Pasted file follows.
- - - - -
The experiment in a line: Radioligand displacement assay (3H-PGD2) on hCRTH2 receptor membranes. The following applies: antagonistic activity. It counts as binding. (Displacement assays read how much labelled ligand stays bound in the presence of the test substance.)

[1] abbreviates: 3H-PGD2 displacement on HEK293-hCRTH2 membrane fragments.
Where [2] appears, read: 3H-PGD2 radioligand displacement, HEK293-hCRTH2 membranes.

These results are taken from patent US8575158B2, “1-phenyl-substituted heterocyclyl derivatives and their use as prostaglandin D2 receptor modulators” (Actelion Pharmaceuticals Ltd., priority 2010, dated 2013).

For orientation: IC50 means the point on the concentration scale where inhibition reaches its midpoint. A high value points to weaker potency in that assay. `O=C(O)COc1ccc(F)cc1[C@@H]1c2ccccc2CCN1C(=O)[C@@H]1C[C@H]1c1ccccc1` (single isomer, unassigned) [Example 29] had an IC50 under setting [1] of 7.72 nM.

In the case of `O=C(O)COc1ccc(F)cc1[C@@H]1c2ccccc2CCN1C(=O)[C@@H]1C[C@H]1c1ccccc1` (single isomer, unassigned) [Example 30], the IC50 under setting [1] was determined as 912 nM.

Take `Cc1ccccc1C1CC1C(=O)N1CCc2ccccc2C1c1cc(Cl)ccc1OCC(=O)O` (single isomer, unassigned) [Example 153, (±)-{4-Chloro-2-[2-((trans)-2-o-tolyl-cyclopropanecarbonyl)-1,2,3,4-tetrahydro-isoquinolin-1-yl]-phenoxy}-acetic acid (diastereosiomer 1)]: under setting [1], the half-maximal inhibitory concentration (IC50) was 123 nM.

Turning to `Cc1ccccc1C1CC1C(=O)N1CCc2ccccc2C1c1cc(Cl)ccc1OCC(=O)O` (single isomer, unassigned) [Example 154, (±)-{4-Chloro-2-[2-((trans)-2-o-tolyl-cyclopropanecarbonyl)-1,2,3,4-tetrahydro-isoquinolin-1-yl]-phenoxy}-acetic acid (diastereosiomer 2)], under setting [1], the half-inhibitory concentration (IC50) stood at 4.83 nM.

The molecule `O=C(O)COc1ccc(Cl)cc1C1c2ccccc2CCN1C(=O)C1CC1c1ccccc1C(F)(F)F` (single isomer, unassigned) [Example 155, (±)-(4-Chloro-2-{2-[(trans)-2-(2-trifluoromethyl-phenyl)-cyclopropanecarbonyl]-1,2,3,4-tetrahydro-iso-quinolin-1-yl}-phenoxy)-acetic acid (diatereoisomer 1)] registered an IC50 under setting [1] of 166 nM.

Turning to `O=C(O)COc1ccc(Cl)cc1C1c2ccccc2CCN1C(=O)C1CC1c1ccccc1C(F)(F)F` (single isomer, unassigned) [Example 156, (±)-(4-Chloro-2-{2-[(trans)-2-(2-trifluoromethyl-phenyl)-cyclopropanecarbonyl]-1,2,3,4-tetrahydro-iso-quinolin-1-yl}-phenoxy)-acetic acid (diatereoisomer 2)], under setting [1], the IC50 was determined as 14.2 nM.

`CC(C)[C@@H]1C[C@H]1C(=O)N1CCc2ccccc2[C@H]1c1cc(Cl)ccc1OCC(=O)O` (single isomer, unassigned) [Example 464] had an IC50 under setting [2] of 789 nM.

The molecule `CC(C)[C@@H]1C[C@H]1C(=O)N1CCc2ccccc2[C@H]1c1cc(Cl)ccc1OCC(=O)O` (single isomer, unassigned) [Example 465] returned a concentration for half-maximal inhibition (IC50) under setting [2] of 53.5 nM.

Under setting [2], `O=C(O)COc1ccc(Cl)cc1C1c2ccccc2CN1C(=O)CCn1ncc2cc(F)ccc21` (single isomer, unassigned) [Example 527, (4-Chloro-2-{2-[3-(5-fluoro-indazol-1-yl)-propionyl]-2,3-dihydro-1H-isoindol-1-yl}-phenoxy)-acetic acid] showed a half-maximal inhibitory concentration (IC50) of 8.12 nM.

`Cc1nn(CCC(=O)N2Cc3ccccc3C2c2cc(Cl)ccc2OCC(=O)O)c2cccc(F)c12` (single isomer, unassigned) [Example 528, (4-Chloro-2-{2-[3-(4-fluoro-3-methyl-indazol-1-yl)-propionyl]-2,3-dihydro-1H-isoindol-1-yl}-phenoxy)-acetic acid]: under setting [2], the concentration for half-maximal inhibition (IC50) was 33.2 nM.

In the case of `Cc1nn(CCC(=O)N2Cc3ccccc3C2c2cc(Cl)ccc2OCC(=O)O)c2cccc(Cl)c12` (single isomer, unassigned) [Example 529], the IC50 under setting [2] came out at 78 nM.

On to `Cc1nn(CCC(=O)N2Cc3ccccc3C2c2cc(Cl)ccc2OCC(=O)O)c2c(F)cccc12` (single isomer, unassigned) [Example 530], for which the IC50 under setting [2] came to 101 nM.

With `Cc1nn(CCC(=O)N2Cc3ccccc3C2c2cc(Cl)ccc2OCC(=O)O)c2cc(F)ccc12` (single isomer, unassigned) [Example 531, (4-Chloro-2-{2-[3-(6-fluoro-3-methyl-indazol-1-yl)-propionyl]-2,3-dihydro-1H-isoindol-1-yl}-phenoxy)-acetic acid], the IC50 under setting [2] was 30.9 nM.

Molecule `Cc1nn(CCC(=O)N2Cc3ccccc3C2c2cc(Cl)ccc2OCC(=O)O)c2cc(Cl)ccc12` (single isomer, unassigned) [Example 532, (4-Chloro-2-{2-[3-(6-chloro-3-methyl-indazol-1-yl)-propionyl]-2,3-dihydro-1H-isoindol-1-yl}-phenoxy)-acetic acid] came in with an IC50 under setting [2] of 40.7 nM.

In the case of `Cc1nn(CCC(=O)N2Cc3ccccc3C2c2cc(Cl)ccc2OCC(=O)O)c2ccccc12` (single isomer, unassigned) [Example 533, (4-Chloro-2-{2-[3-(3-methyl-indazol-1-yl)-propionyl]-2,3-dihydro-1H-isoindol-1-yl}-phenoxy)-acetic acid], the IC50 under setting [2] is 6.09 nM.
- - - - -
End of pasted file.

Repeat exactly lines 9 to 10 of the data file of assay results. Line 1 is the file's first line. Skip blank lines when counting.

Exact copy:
The molecule `O=C(O)COc1ccc(Cl)cc1C1c2ccccc2CCN1C(=O)C1CC1c1ccccc1C(F)(F)F` (single isomer, unassigned) [Example 155, (±)-(4-Chloro-2-{2-[(trans)-2-(2-trifluoromethyl-phenyl)-cyclopropanecarbonyl]-1,2,3,4-tetrahydro-iso-quinolin-1-yl}-phenoxy)-acetic acid (diatereoisomer 1)] registered an IC50 under setting [1] of 166 nM.

Turning to `O=C(O)COc1ccc(Cl)cc1C1c2ccccc2CCN1C(=O)C1CC1c1ccccc1C(F)(F)F` (single isomer, unassigned) [Example 156, (±)-(4-Chloro-2-{2-[(trans)-2-(2-trifluoromethyl-phenyl)-cyclopropanecarbonyl]-1,2,3,4-tetrahydro-iso-quinolin-1-yl}-phenoxy)-acetic acid (diatereoisomer 2)], under setting [1], the IC50 was determined as 14.2 nM.